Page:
By Jim Schutze
By Rachel Watts
By Lauren Drewes Daniels
By Anna Merlan
By Lee Escobedo
By Eric Nicholson
The metamorphosis of Theatre Three's downstairs rehearsal space into the almost full-fledged black box known as Theatre Too is a particularly gratifying transformation for anyone who thinks that having a clear view of the actor's face is needed for a rich theatrical experience. This is by no means a commonly shared sentiment--regular patrons of outdoor Shakespeare in Dallas and Fort Worth drink up the wide-angle bombast of the actors almost as fast as the zinfandel they bring, while I'm busy trying to figure out what voice is coming out of which actor.
Dallas arts patron Claude Albritton, with acumen draped in a Texas drawl, has a name for production intimacy (or indiscretion, if all engines are firing at the performance of a particularly insightful script). He dubbed this most fragile of art forms "living room theater," a phrase that encapsulates both space proximity and the feeling that good actors have invited you inside their parlor for a whispered confession. If the playwright strikes a chord that resonates with your life at that moment, you look around and realize it's your parlor too.
Theatre Too is a cozy living room where strangers dangle their naughty bits in front of you (attention, Dallas vice squad--this is just a metaphor). There's a lot of artful dangling in New Theatre Company's production of Pierre Carlet de Chamblain de Marivaux's The Triumph of Love. This staging of Marivaux's gender-bent 1722 farce manages to feel at once lean, thanks to the direction of former Dallas Theater Center dramaturg Walter Bilderback, and lush, thanks to the lovely costumes and sumptuous English garden set created by New Theatre artistic director Bruce Coleman. Coleman must greet every dawn with a hearty breakfast of greasepaint on toasted stage boards--his theatrical imagination is testimony to the fact that black box need not equal minimalism.
Marivaux suffered a Pyrrhic artistic victory--people waited until he was dead a long time to declare him a master. He enjoyed regular successes as a writer of comedy in France during the mid-18th century, but was largely dismissed as a Neil Simonesque hack--a reliable box office draw rather than a contributor to the sacred French stage canon. This was largely because of distrust on two counts--he wrote predominately for Comedie-Italienne, a group of Italian commedia dell'arte actors who positioned themselves in direct competition with the nearby Comedie-Francaise, which was full of--as you might've guessed--French comic actors. The extremely nationalistic French critics would have outright torpedoed Marivaux if not for his obvious talents. Moreover, he had the gall to put women in the driver's seat of most of his farces. Several European actresses of the 20th century sank their pointy teeth into Marivaux's wily, carousing heroines, which prompted the revival of interest in him 200 years later.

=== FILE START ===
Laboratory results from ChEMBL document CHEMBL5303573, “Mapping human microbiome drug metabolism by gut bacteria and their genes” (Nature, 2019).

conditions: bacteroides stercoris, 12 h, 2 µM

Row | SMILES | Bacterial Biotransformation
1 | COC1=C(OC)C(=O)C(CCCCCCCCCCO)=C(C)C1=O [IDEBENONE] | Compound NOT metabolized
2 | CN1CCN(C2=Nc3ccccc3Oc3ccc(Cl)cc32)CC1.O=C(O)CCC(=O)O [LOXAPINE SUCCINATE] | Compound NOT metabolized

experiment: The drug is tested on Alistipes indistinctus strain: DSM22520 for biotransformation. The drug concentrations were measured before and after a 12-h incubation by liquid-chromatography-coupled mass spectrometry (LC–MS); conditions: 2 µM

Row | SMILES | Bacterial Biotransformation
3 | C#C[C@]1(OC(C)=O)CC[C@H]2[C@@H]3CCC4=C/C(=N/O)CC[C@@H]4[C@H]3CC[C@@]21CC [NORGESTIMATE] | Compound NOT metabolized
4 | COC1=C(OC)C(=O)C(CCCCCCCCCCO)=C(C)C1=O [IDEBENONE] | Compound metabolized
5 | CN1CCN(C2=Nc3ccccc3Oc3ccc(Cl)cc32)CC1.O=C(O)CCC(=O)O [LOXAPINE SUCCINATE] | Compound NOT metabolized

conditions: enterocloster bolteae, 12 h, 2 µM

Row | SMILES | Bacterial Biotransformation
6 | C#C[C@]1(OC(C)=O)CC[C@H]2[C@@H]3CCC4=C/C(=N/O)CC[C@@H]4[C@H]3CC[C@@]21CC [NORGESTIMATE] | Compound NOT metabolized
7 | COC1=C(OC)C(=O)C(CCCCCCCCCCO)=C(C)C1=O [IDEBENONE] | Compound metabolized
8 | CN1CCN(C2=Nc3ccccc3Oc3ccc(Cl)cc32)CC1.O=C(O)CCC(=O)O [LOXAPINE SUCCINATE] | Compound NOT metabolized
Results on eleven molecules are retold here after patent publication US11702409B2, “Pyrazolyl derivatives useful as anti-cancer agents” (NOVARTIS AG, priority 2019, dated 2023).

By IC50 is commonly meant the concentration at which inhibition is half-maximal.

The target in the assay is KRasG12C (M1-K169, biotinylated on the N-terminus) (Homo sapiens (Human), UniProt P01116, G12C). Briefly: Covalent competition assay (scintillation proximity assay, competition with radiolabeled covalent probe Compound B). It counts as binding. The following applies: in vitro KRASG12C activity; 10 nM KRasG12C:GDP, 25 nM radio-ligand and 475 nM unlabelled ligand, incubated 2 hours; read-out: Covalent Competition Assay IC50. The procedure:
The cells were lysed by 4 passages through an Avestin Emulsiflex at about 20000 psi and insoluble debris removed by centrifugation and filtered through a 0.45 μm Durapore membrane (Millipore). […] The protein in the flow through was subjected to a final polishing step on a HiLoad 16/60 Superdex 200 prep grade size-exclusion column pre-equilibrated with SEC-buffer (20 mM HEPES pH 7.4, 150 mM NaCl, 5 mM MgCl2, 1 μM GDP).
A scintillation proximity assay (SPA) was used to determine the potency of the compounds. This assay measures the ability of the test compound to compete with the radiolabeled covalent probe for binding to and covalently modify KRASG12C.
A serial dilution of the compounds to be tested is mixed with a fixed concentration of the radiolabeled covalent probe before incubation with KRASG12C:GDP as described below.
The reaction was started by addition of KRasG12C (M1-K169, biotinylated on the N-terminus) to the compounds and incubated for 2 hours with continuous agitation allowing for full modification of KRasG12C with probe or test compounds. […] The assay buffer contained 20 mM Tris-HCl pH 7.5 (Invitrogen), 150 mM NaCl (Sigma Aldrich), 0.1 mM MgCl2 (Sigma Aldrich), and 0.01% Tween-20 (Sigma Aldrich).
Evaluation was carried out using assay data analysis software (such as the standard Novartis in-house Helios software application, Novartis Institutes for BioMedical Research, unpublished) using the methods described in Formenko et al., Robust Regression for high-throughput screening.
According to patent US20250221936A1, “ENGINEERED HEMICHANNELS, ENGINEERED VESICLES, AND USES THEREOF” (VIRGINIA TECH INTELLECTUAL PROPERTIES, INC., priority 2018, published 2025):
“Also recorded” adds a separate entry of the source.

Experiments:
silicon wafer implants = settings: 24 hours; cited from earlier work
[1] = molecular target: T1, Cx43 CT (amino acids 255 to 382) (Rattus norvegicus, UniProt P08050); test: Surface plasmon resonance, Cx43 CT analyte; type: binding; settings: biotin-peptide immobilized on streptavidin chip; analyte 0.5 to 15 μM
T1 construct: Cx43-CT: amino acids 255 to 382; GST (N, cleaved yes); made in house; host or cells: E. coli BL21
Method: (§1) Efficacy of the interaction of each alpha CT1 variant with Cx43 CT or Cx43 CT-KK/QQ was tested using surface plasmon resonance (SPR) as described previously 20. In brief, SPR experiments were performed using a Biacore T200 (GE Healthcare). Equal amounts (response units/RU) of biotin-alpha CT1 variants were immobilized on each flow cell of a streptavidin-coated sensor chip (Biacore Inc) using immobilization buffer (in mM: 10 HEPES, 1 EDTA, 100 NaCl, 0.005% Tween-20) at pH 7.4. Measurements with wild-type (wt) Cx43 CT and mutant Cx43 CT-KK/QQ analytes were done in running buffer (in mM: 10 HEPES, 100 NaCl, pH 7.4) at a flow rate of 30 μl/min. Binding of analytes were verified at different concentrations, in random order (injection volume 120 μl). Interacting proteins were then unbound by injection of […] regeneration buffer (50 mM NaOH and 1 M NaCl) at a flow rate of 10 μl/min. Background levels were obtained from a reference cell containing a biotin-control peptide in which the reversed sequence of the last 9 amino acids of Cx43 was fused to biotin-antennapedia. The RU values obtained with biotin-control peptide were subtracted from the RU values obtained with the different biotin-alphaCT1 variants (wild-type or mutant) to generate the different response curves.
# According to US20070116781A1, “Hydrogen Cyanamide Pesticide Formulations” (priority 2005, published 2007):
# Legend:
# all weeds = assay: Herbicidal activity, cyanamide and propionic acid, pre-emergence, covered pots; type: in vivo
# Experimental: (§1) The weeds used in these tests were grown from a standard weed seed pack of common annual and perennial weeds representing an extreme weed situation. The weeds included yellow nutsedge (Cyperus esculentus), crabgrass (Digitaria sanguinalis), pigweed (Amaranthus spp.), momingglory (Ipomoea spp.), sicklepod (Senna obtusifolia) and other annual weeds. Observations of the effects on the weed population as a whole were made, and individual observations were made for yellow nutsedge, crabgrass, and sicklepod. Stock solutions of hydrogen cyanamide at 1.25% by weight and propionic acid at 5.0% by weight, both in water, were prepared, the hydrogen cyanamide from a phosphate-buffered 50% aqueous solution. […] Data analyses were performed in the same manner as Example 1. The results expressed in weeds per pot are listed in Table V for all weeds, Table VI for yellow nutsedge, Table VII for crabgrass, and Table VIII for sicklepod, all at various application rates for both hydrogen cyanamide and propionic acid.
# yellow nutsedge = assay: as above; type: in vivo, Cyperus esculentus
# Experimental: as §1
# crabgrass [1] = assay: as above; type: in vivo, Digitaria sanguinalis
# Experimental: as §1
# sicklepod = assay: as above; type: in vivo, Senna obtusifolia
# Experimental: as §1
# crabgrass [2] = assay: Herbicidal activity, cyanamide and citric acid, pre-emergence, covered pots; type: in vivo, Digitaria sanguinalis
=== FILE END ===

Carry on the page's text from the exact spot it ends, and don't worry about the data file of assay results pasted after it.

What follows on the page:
Indeed, one of the startling things about The Triumph of Love is watching its rapacious female protagonist woo men and women with bloodthirsty skill. Ultimately, it's in service to a very domestic goal--the reinstatement of a royal line cast out by a bloody coup. A woman could get away with such shameless sexual manipulation only if her mission were to become a subservient wife, which makes the behavior all the more deliciously satirical. This protagonist employs the heart of a shark to land a position where she may swim humbly and faithfully beside her husband. The contemporary possibilities in such an irony are not lost on translator James Magruder, a former classmate of director Bilderback's: He pushes for a more emotionally complex reading of everyone, in the process throwing the play's homoerotic undertones into sharper relief.
The play is so simple, it's practically plotless, and could easily take place in real time, so instantaneously does our heroine leap into the fray. We watch as the resourceful Princess Leonide (Jenni Tooley) and her reluctant maidservant Corine (Constance Gold) disguise themselves as men and invade the garden of an imperious scholar (Jim Jorgensen) and his spinster sister (Charlotte Akin Jorgensen). They're the guardians of young prince Agis (Derik Webb), whose royal father was deposed by his general. Leonide is the current, "illegitimate" heir to the throne, and she loves Agis. The male drag is used to get past the brother and sister and close to Agis, where it will be abandoned when emotional defenses are down. Aiding her for profit are a clownish gardener (Jeremy Schwartz) and manservant (Alberto Ramirez Jr.), who serve as salacious go-betweens to hurry the actors along into the inevitable denouement.
Leonide's gender deception exposes unsuspected emotional layers in all three members of this gratuitously intellectual household. She is a debonair, intuitive, ruthless Lothario and winds up having the trio fall in love with her--in one case, thinking she's a man, and in the other two, knowing she's a woman.
The biggest criticism you could offer a play as meringue-frothy as The Triumph of Love, even with a translation as subtle as Magruder's, is that it's simply too full of air. Farce can either disarm us with laughter and then ambush us with a mirror reflection of our foibles, or it can remind us that Three's Company had its roots in the acknowledged masters of the French stage. The distinction is an extremely narrow one, and can depend as much on the mind-set of the viewer as on how much humanity and pathos the farceur has chosen to emphasize. But even in the most charitable of interpretations, Magruder's translation of Marivaux's romp falls somewhere in between. What rescues it from the merely diversionary--or, on the other hand, grotesque burlesque--is a tireless, winsome cast, working every angle they can to engage you with characters and situations that are familiar.